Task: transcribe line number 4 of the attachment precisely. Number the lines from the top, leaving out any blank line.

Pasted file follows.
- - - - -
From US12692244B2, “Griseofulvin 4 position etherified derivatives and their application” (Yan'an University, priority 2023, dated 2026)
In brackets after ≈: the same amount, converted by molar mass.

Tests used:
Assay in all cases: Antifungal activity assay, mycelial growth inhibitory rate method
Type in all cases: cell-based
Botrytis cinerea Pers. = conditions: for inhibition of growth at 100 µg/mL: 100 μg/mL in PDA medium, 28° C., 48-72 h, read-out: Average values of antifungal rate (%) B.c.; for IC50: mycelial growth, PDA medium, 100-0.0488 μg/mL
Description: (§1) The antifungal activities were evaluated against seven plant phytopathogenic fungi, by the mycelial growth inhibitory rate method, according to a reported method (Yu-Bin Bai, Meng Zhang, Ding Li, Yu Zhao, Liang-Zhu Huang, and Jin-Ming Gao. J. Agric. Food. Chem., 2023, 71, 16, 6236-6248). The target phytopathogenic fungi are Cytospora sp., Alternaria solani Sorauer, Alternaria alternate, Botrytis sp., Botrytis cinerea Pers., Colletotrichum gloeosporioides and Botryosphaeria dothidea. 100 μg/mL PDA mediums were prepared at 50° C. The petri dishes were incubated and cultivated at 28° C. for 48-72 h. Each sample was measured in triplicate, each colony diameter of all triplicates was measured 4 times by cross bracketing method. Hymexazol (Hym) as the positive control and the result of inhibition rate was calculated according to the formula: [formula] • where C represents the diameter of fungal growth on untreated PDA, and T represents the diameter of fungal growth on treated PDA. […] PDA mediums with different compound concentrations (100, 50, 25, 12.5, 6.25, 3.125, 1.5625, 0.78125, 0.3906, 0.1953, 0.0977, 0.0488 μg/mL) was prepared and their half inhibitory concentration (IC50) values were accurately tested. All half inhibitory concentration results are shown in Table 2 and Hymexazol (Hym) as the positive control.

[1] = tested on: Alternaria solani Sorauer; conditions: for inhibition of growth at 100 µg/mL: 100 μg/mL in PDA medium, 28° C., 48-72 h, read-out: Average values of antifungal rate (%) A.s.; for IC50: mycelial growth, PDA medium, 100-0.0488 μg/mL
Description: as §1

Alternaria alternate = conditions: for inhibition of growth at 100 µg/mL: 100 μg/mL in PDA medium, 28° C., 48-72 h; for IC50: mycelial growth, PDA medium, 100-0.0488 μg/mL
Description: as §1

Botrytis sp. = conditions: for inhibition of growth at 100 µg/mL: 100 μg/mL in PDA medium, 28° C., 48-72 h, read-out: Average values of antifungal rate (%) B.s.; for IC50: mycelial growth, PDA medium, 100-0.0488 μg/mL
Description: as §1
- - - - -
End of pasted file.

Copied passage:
Assay in all cases: Antifungal activity assay, mycelial growth inhibitory rate method